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A foster care crisis grows in Washington


Last updated 1/4/2017 at 10:35am

There is a growing crisis in Washington’s foster care system. There are currently more children entering foster care than the present number of foster homes can handle and the need for more homes is urgent!

Sadly, due to the shortage of homes, many of the children from Grant and Adams counties end up being moved to other counties in the state, and this can seem like light years away from everything familiar to a child! (The outcomes for children in foster care are much better when they are maintained in their home community.) In some areas of the state, children as young as two years old have had to be supervised by social workers in hotel rooms overnight because there was no foster placement available.

Brothers and sisters are frequently separated because a relative cannot be found and there are not enough foster homes that can accommodate sibling groups. Lastly, a handful of children are placed in homes with families who do not speak the same language, because there are few Spanish-speaking foster families in our area. Imagine being a one-year-old child separated from your siblings, placed in a home with complete strangers where no one speaks your language, and you can’t understand where your mother or father has gone. A scenario similar to this one is not uncommon in the world of child welfare.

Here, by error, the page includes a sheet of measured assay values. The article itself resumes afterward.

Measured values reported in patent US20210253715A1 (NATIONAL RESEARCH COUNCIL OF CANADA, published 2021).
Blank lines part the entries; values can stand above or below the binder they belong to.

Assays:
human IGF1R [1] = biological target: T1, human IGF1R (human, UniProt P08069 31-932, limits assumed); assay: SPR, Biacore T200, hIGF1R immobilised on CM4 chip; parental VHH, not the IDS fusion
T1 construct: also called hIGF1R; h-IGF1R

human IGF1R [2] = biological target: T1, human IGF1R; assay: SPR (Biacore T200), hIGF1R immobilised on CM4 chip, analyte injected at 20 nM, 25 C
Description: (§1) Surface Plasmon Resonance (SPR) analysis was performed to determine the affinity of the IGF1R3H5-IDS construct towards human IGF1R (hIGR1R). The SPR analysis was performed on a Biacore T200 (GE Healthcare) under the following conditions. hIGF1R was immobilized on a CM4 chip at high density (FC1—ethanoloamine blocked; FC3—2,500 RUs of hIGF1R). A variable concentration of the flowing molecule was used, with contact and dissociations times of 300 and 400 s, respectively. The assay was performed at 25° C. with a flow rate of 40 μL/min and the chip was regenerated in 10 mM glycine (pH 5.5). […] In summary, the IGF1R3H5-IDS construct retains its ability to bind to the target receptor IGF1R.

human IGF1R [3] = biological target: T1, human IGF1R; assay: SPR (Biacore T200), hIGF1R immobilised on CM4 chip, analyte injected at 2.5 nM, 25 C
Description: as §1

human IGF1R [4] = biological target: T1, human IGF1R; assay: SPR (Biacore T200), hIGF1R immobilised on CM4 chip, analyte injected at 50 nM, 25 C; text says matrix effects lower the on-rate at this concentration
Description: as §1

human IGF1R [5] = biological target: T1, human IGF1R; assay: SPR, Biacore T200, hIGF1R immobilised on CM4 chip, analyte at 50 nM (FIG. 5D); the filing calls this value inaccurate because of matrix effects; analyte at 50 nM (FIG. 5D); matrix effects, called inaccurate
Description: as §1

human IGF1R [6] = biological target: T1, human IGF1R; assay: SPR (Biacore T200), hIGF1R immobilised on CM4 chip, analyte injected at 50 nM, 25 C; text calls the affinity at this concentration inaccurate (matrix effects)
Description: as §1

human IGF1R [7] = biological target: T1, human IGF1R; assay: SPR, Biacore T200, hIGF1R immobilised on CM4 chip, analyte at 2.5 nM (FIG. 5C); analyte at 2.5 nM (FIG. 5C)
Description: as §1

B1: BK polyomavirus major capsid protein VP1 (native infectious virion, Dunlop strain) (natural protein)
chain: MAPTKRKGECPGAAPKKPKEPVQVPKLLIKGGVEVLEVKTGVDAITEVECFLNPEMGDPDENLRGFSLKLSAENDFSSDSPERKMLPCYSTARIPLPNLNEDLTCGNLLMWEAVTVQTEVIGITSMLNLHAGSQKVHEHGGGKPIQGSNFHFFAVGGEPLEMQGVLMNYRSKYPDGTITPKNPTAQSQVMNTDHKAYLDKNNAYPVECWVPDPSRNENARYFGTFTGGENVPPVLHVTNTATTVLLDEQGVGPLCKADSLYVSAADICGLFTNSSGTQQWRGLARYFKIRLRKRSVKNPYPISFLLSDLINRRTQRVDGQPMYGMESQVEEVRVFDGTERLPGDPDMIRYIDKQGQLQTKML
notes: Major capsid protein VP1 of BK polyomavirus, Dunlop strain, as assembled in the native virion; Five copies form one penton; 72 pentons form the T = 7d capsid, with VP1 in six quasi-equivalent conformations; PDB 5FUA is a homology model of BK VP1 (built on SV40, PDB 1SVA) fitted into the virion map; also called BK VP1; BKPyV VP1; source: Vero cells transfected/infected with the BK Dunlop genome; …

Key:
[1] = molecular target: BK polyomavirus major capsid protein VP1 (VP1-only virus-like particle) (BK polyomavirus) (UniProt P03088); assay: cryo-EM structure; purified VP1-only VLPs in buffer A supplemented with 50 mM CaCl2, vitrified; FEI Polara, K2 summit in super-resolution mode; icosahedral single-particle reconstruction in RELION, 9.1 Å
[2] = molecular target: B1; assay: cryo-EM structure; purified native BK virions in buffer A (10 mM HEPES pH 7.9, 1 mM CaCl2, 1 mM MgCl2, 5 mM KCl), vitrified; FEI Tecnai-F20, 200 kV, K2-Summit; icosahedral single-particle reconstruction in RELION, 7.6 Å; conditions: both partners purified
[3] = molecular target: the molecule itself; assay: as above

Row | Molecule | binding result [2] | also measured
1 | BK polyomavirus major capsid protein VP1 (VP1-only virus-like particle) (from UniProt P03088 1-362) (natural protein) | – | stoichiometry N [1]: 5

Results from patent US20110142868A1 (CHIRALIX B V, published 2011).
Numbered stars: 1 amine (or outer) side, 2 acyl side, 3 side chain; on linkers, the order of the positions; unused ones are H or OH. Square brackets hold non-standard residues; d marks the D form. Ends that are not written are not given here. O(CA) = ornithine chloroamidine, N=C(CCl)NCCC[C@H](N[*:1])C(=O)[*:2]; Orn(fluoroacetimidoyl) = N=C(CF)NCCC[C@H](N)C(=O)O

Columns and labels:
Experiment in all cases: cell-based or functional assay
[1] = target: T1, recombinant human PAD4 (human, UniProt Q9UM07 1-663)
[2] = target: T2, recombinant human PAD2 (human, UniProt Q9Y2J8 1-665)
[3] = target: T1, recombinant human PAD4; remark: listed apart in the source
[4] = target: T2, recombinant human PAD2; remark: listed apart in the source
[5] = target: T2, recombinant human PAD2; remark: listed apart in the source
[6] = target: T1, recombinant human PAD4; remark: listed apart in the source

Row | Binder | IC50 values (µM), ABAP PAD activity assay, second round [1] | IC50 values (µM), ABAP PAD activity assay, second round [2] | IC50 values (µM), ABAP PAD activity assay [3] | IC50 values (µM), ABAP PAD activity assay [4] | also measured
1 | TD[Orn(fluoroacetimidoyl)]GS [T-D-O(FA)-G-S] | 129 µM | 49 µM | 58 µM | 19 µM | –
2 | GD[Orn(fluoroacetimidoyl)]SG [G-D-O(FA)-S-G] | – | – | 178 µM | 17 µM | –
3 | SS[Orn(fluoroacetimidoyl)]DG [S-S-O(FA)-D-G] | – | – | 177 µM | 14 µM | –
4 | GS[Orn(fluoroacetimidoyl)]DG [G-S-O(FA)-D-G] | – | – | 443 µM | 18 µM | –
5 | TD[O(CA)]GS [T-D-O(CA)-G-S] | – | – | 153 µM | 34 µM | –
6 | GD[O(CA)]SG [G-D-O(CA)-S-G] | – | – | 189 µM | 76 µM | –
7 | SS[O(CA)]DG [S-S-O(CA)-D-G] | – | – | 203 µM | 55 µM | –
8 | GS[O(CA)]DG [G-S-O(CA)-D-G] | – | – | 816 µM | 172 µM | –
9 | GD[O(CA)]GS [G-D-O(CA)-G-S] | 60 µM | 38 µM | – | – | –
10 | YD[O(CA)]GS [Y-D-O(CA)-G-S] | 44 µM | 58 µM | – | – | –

FosteringWA works very hard to ensure that the aforementioned scenarios do not come true and that all children can have a safe, nurturing home. FosteringWA is a program of Eastern Washington University’s College of Social Sciences. FosteringWA has a contract with the state Department of Social Services to recruit foster parents in Eastern Washington. Everyone is welcome to apply to become a foster parent, but FosteringWA is especially looking for people willing to care for sibling groups, children ages 12 and older, infants exposed prenatally to drugs/alcohol, and for Spanish-speaking families.

FosteringWA always looks for ways to reach potential foster parents. Please consider inviting FosteringWA to your church or organization to talk with prospective foster parents about how to get licensed. Or, if you own a business, please consider posting a recruitment flyer somewhere in your business.

If you are interested in learning more about how to become a foster parent, please contact Hayley Stoebner with FosteringWA at 509-322-1191 or at


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